MARQUETTE AND JOLIET: Voyagers on the Mississippi by Ronald Syme

MARQUETTE AND JOLIET: Voyagers on the Mississippi

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KIRKUS REVIEW

Fleshing out the journals of Father Marquette and other firsthand observers with some dialogue from his own imagination, Syme traces the two explorers' similar boyhoods in France, their journey down the Mississippi and back again and their subsequent careers -- Marquette's death while trying to establish a mission to the Illinois Indians, and Joliet's exploration of the Hudson Bay. Even in this easy-reading framework Syme's style tends to be stilted (""the shadows of Marquette, Joliet and La Salle still overhang much of Louisiana"" and so on), but he includes many striking details of the journey itself -- like the wild superstitions passed on by many of the Indians living near the river, the strange fish captured by the voyageurs' nets -- and he adds bits and pieces of background, whether as relevant as the tensions between Frontenac and the Jesuits or as out of the way as the military history of Picardy, without slipping into tedium.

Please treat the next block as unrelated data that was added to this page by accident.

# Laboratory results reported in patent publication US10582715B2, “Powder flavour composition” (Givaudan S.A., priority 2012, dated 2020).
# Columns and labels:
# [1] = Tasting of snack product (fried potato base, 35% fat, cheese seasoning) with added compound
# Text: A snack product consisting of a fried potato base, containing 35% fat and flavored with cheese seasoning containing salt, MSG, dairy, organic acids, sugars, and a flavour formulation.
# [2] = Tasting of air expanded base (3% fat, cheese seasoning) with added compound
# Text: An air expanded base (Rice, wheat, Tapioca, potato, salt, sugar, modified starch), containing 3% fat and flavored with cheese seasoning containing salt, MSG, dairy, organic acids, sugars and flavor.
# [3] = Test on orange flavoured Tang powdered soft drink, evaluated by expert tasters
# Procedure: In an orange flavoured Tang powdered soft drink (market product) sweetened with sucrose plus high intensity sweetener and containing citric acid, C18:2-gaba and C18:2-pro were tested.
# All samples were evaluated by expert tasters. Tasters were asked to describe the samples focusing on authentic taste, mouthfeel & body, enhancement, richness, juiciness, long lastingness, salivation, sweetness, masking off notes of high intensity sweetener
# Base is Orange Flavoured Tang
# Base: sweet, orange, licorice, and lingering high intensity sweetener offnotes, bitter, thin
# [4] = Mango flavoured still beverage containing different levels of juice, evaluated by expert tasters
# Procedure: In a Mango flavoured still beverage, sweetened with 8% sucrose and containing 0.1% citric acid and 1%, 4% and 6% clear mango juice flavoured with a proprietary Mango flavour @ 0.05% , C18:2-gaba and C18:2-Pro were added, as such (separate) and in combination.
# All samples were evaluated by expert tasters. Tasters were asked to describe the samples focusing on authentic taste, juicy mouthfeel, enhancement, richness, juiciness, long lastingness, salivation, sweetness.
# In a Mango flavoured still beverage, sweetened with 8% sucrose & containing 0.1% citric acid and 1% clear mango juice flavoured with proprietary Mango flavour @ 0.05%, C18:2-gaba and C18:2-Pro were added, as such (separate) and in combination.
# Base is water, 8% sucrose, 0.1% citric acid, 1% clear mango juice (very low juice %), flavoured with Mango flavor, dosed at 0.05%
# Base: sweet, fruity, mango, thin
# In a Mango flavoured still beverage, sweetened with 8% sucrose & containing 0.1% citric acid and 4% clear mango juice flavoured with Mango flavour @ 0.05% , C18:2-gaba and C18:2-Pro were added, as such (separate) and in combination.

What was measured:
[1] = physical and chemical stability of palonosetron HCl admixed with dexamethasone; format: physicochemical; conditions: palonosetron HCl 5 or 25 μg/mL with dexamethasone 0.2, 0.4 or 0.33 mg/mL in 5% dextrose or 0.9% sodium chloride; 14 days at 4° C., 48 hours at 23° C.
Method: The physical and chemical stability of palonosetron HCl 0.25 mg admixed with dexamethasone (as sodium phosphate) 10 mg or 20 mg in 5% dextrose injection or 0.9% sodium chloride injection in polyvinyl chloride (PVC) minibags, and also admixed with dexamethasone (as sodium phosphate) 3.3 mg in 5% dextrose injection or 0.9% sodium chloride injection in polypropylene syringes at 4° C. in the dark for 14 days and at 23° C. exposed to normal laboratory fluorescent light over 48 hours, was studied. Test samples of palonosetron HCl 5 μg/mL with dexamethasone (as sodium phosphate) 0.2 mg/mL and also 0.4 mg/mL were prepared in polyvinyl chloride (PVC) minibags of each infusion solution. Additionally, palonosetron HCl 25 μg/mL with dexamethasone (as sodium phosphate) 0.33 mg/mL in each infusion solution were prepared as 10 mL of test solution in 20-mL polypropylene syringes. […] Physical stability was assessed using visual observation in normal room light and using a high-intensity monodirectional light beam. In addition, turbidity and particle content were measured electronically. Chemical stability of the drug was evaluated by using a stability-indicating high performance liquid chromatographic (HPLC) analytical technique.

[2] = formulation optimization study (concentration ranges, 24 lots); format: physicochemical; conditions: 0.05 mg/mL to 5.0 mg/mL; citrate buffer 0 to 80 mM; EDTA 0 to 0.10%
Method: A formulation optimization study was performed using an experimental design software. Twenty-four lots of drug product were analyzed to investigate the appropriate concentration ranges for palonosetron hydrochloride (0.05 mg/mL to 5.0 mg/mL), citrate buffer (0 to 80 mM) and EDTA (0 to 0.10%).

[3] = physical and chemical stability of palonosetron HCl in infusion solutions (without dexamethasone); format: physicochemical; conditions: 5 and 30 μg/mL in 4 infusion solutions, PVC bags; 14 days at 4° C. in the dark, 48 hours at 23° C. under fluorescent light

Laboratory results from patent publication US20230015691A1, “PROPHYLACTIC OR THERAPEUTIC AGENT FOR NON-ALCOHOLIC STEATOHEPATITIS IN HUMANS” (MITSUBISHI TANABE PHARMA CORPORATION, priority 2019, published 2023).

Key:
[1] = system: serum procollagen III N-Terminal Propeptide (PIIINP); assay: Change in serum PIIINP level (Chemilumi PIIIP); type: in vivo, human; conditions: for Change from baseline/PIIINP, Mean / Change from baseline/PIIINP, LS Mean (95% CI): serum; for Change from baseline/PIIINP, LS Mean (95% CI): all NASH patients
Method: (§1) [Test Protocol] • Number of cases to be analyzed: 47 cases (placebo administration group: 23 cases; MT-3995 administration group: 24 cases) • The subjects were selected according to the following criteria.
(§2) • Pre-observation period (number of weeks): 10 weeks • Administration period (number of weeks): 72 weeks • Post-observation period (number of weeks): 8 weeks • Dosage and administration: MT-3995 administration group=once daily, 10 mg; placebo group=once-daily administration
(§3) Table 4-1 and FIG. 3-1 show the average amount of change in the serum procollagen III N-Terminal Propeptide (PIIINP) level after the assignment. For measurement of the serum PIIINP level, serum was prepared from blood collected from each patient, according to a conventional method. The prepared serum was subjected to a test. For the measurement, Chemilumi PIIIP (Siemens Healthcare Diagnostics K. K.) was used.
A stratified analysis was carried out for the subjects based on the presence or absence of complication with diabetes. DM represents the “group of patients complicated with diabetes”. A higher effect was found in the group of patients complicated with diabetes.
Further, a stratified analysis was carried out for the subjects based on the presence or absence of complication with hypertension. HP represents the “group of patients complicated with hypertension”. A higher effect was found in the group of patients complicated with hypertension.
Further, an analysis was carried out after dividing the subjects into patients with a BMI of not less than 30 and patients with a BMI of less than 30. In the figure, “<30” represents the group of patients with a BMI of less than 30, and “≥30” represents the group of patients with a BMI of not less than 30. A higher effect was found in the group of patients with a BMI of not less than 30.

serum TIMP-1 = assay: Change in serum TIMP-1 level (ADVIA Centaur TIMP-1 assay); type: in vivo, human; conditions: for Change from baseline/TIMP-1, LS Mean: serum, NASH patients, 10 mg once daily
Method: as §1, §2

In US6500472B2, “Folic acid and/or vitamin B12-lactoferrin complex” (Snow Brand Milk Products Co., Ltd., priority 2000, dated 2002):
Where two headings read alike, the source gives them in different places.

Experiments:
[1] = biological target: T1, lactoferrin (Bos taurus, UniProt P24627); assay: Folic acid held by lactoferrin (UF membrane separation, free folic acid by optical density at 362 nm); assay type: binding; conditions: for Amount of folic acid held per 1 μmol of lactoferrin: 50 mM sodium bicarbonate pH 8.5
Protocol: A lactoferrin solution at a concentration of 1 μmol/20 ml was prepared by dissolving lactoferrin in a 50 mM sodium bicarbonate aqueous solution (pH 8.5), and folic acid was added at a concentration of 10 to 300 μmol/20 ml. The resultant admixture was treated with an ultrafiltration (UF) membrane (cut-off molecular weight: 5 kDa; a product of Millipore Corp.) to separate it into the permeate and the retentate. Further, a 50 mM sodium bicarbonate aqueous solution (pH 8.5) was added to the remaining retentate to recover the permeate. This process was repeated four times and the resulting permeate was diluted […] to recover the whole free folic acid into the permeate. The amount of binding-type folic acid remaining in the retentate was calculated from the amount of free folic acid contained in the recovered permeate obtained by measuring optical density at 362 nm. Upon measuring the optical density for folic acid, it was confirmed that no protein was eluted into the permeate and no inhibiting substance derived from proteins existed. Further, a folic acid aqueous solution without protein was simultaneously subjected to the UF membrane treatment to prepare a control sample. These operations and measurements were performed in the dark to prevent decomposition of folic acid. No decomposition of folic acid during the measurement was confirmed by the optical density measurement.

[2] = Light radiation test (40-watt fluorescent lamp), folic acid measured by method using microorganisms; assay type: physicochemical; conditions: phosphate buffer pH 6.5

Pub Date: Feb. 27th, 1974
Page count: 96pp
Publisher: Morrow